There is another road to power and it lies in staying true to your principles, and waiting for the public to wake up to some harsh realities on the environment, the economy, and the sordid state of our political system. My argument here is that we face potentially catastophic times, and these times should suit the Greens.

    OTOH you should never underestimate the stupidity of the average voter, or the elitist bias of the corporate media.

  20. janice said

    Gandhi, what I mean by being ‘less rigid’ in their green views is that they need to be more willing to compromise and so gain more little by little. I do think it is possible to compromise without ditching fundamental principles.

    Personally, I am not guilty of accepting political lies and manouevering, nor could I ever be accused of swallowing media propaganda. What I said was that the perception is out there that the greens are a one-issue party and they need to find themselves candidates who are able to argue rationally and credibly on issues across the board. It is time, IMO that the Greens moved from minor party status and began an earnest campaign to show the electorate their credentials in their ability for across the board governance.

  21. gandhi said

    Janice,

    I have see a few blog threads where these allegations of the Greens supposedly being “unwilling to compromise” were thrashed out, and it’s never been a convincing argument as far as I can see. As you say, “the perception is out there” – but where did that perception come from?

    I think you will see lots of reasonable efforts at compromise over the coming years from the Greens, but I don’t think they will compromise their core beliefs and nor should they. I notice that Rudd’s popularity today has not been dented by his hard stance (so far) on climate change, and I think that’s a sign that Australians don’t want political compromises now, we want to confront the hard facts and see some solid results.

  22. gandhi said

    And I note that the US Greens have just chosen Cynthia McKinney as their candidate, running on a platform that includes impeachment for Bush, getting out of Iraq, and reforming the US voting system.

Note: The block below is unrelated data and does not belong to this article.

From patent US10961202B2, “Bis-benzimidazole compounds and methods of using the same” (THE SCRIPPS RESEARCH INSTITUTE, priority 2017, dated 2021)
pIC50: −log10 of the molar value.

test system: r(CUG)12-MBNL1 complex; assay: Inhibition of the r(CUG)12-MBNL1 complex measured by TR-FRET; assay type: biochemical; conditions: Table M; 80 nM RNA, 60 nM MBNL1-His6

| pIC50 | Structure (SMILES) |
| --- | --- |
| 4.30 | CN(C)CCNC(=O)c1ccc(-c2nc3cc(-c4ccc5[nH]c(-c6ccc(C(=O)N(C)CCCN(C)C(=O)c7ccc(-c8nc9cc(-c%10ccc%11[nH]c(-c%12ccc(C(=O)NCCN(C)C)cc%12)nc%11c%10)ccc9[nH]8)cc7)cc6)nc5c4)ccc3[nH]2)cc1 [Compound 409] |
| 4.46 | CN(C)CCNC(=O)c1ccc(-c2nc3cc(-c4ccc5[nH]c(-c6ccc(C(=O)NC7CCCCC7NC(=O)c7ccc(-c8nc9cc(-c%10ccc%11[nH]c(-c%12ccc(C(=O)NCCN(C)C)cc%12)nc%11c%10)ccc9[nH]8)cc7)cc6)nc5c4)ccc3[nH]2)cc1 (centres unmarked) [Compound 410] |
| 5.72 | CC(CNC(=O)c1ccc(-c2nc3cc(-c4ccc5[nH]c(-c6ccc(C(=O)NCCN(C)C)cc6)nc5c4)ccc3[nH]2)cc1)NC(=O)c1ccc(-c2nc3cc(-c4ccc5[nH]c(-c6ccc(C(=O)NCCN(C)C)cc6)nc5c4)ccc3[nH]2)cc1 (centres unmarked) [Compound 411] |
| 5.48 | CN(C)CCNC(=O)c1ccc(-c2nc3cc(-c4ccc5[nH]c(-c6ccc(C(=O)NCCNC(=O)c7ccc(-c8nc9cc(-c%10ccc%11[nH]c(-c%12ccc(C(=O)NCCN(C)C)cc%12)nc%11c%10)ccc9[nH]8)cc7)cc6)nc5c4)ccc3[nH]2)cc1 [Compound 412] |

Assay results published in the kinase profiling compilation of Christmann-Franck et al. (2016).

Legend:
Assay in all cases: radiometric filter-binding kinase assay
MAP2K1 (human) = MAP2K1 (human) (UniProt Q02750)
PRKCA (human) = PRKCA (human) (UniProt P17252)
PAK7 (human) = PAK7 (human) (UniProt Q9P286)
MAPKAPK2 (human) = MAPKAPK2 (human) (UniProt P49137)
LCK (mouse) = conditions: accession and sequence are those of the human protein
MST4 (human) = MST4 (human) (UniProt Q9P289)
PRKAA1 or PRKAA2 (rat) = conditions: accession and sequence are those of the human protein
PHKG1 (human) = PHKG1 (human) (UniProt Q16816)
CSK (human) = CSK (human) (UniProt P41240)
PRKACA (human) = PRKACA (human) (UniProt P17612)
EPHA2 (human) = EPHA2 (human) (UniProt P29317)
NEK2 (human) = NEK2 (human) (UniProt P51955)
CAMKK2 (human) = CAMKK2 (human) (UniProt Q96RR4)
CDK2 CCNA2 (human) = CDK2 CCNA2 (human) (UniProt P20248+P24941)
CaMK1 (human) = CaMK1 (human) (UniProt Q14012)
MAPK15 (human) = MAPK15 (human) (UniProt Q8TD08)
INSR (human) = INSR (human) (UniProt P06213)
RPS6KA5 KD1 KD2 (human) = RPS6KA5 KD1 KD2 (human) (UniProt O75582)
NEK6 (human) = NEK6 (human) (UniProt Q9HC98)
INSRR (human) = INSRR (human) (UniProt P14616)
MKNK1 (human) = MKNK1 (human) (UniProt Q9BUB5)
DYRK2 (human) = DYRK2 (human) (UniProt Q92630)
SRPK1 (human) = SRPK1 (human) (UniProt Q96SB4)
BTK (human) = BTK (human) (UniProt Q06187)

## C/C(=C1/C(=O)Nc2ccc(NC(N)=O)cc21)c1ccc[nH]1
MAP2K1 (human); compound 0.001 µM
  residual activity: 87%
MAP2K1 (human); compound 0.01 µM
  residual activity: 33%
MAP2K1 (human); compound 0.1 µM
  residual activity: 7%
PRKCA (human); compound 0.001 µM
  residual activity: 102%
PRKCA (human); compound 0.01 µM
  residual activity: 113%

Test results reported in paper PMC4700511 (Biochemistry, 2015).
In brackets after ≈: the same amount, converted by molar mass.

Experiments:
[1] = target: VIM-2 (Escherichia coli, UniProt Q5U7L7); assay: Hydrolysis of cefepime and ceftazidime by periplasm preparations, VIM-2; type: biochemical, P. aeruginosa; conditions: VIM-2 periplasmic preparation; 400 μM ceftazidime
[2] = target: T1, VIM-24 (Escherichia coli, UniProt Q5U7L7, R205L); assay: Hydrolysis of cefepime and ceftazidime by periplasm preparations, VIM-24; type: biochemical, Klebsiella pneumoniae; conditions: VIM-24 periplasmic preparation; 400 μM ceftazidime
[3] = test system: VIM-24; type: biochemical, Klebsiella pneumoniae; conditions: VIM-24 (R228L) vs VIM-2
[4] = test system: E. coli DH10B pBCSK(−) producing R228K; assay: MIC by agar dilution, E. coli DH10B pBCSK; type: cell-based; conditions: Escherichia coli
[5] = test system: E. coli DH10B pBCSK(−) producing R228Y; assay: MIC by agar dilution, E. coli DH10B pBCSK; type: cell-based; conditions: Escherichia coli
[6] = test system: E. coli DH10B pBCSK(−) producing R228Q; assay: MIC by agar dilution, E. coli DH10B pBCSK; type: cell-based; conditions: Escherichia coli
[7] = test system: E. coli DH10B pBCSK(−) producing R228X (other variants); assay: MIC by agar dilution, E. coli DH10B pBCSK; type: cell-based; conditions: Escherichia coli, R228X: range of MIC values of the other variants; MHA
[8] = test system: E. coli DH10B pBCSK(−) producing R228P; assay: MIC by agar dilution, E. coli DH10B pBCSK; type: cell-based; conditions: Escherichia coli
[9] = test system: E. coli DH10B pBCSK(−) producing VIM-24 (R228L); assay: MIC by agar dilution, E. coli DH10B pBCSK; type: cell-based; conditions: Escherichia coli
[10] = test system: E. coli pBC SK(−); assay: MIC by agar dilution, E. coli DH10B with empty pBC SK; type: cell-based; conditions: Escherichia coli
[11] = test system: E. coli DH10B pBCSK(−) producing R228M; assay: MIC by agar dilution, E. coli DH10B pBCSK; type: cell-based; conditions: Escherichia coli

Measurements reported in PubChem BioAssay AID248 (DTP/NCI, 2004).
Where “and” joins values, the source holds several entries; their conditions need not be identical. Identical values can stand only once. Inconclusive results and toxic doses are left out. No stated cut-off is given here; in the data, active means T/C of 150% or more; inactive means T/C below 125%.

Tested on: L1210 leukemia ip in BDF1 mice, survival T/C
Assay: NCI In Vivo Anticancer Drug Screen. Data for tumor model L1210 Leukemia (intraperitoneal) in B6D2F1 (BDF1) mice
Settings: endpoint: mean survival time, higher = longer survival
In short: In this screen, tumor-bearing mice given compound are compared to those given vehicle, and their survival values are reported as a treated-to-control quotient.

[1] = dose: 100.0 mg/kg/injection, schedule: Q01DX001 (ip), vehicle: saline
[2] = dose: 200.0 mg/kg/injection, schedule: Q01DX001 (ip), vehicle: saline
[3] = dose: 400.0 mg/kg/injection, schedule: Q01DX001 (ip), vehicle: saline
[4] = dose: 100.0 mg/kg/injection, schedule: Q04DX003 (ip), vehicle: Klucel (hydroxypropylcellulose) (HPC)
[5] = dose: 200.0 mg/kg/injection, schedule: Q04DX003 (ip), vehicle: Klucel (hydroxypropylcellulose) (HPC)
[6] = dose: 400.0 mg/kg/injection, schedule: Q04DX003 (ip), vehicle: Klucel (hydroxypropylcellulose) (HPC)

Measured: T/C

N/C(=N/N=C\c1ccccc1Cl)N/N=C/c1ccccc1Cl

Again, the times should suit the Greens in the USA – they got less than 1% of the vote last time around, when people were still blaming Nader for getting 2.7% of the vote that “belonged” to Al Gore. But a lot of people who bit their tongues in 2004 and voted for Kerry are not gonna do the same for Obama this time around. McKinney has six terms as a House Democrat under her belt and will have a lot of interesting things to say – IF the US media give her a fair go.

  23. gandhi said

    On the eve of the emissions trading scheme announcement, Senator Milne is pissed:

    “I think it is very arrogant of the Government to invite the stakeholders in for three hours of briefings but only allow the Opposition and the Greens half an hour at the end,” she said.

    Sigh…

  24. gandhi said

    … and now we know why.

  25. Deathridesahorse said

    [declares to world:_]”I love Christine Milne with all my heart!”

  26. Deathridesahorse said

    janice Says:
    July 14, 2008 at 7:06 am
    Gandhi, what I mean by being ‘less rigid’ in their green views is that they need to be more willing to compromise and so gain more little by little. I do think it is possible to compromise without ditching fundamental principles.

    Personally, I am not guilty of accepting political lies and manouevering, nor could I ever be accused of swallowing media propaganda. What I said was that the perception is out there that the greens are a one-issue party and they need to find themselves candidates who are able to argue rationally and credibly on issues across the board. It is time, IMO that the Greens moved from minor party status and began an earnest campaign to show the electorate their credentials in their ability for across the board governance.
    <<

    Propaganda is to a democracy what violence is to a dictatorship.

    Attack is invisible. Awareness is no escape.

    Vote Greens #1!!!!!!!!!!!

    (“oi-oi-oi”, lol)